Figure 4 shows the relationships between kp vs. changes (Δ) in longitudinal (VL) and transverse wave velocities (VS) [ΔVL/ΔVS], and changes in Young’s modulus (Y), Poisson’s ratio (σ), bulk modulus (K), and rigidity (G) [ΔY/Δσ/ΔK/ΔG] before and after DC poling in soft and hard PZT, PbTiO3 (PT/PLT), alkali niobate (SZ), and alkali bismuth titanate (KBT/ BT). Higher kp was realized in the regions of large +ΔVL and +ΔK, and larger -ΔVS, -ΔY, and -ΔG. There were thresholds regarding kp vs. ΔVS, ΔY, and ΔG around -5%, -7%, and -10%, respectively. On the other hand, there were no thresholds in the cases of kp vs. ΔVL and ΔK, especially Δσ. As there were kp peaks regarding Δσ in hard and soft PZT ceramics and kp maximum in alkali niobate (SZ) ceramics, the compositions in kp peaks and kp maximum correspond to a morphotropic phase boundary (MPB) in PZT [25] and to take lowest value of VS/VL in SZ (see the following Figure 10). We believe that the origin of piezoelectricity in piezoelectric ceramics was due to large change in VS (-ΔVS) while applying DC poling field parallel to the thickness of disks. Therefore, the larger changes in VS (-ΔVS) correspond to larger changes in Y (-ΔY) and G (-ΔG). These phenomena mean that the origin of high piezoelectricity was due to the mechanical softness of the materials under compress stress (large +ΔVL and +ΔK). In addition, the realization of high piezoelectricity is easy deformation by DC poling field in diameter (large -ΔG) as well in thickness (large -ΔY).

Figure 5 shows schematic charts between domain alignment and the changes in Y, σ, G, and K after DC poling. Comparing domain alignment before poling to the alignment after poling, same charges (+ or -) are generated and gathered in the regions of each ends by opposite charge due to DC poling field, namely orientation polarization which occurs by domain alignment. The orientation polarization acts by reducing of Y and G by repulsion to each other because there are same charges in domain alignment. The enhancing σ and K can be explained by the same phenomena. Therefore, it can be said that higher domain alignment leads to large changes in Y, G, and K. However, large change in σ (+Δσ in Figure 4) does not lead to higher domain alignment since σ value is decided by the combinations of Y (G) and K after poling.

Figure 4.

Changes (Δ) in VL, VS, Y, σ, G, and K vs. kp before and after poling in lead-containing and lead-free ceramics.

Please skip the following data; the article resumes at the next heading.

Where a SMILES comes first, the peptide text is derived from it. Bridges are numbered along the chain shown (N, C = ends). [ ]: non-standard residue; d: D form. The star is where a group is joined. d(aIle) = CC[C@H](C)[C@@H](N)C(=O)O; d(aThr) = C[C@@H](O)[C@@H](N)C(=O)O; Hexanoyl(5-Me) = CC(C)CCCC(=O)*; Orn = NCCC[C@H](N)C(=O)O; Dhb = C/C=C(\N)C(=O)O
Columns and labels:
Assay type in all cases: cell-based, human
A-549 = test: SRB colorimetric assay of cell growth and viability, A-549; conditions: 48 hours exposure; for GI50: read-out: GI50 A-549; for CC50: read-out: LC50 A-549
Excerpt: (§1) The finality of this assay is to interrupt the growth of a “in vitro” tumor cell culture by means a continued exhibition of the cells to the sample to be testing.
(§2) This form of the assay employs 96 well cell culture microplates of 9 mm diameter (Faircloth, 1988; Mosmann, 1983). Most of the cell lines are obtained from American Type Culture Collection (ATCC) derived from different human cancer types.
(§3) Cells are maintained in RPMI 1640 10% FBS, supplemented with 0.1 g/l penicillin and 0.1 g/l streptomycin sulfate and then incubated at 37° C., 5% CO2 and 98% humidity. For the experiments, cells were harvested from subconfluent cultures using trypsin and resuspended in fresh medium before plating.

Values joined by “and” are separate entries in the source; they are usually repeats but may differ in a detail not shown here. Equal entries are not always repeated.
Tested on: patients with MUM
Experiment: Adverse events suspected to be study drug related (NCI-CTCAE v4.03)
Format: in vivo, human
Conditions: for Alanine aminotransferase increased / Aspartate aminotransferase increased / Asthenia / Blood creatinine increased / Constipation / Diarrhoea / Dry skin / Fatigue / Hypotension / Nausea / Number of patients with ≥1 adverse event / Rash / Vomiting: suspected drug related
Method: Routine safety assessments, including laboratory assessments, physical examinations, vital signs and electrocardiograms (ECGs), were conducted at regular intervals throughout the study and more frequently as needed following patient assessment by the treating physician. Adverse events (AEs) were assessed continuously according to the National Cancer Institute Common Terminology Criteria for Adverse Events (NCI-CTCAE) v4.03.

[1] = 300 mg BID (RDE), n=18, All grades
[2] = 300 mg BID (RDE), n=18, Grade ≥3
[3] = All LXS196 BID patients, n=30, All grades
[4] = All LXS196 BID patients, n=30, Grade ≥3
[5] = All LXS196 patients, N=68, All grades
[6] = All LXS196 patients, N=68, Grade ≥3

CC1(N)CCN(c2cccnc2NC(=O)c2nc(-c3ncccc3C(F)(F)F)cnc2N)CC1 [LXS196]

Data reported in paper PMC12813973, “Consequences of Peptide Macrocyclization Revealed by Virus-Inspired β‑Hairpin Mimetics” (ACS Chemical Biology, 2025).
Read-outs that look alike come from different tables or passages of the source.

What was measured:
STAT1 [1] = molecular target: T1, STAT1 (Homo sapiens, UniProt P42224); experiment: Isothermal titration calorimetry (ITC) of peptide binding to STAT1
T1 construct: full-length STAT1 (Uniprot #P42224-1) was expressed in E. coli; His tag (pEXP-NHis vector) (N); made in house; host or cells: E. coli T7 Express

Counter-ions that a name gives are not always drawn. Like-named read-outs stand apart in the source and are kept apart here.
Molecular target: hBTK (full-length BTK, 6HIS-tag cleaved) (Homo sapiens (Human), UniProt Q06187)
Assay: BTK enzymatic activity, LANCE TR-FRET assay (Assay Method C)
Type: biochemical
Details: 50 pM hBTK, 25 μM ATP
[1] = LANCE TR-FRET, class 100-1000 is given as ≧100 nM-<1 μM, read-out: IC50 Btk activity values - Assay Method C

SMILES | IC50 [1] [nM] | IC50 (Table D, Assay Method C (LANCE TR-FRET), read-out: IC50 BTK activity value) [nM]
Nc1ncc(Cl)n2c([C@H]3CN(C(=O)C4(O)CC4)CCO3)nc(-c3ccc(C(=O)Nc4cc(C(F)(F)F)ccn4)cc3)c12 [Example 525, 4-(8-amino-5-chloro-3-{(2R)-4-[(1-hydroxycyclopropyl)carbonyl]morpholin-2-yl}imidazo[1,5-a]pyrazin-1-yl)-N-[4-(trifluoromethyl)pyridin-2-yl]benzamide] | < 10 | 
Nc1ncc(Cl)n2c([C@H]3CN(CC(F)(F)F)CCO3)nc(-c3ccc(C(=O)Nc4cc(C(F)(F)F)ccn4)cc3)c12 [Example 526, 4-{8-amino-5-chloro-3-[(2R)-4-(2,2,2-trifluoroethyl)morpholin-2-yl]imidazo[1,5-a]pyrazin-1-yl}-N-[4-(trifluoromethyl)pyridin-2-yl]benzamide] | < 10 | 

Figure 5.

Effect of ferroelectric domain alignment by DC poling on Y, σ, G, and K; generated charges (- → +) accompanied with domain alignments, displacement (→) and changes in Y, σ, G, and K (↘: decrease, ↗: increase) after poling are also shown in this figure.

1.3.2. Design for research and development on lead-free piezoelectric ceramics

Figure 6 shows the relationship between VS/VL vs. kp. The kp linearly increased with decreasing VS/VL in lead-free ceramics as well as lead-containing ceramics such as PZT, PLT, and PT. Furthermore, it was confirmed that VS/VL was an effective figure to evaluate both the elastic constants and the piezoelectric constants.

Figure 6.

Relationship between ratio of sound velocities (VS/VL) and planar coupling factor (kp) in lead-free and lead-containing ceramics.

When we research and develop new piezoelectric ceramics with high piezoelectricity in lead-free ceramics, we must need a new concept different from the conventional research looking for chemical compositions such as MPB [25]. From the equations (1)-(4) and the change in VL and VS before and after poling as mentioned previously (Figure 4), we focused on the ceramic bulk density (ρ). Figure 7 shows the relationship VS/VL vs. ρ: ρ of lead-containing ceramics (PZT, PLT, and PT) was independent of VS/VL. However, in lead-free ceramics (SZ, KBT, and BT) ρ decreased with decreasing VS/VL. In the case of ρ vs. kp in Figure 8, although kp in lead-containing ceramics (PZT, PLT, and PT) is independent of VS/VL, kp in lead-free ceramics (SZ, KBT, and BT) increased with decreasing ρ. From the above results, we came to an important concept to obtain lead-free ceramics with high piezoelectricity, namely the R&D on lead-free ceramics with lower bulk density. As a result, it confirmed the importance of measuring VL and VS to evaluate the piezoelectricity.

Figure 7.

Relationship between ratio of sound velocities (VS/VL) and ceramic bulk density (ρ) in lead-free and lead-containing ceramics.

It was said that the direction of the R&D on lead-free piezoelectric ceramics with high piezoelectricity was looking for ceramics with lower bulk density. For example, in perovskite structure, small cations at A and B sites in perovskite structure of ABO3 were selected. In addition, for practical use, the Curie point (Tc) or depolarization temperature must be over 250 ℃. From the two items we will expect the candidates for new lead-free ceramics such as SrTeO3 (ρ = 4.82 g/cm3, Tc = 485 ℃) and YMnO3 (Tc = 640 ℃), in addition to KNbO3 (ρ = 4.62 g/cm3, Tc = 418 ℃) and LiNbO3 (ρ = 4.46 g/cm3, Tc = 1, 210 ℃), respectively [26, 27]. In fact, the bulk density (ρ) of SZ, which possessed the highest kp [5, 8] in lead-free ceramics we investigated, was around 4.6 g/cm3.

Figure 8.

Relationship between ceramic bulk density (ρ) and planar coupling factor (kp) in lead-free and lead-containing ceramics.

1.3.3. Ferroelectricity in almost same ceramic bulk density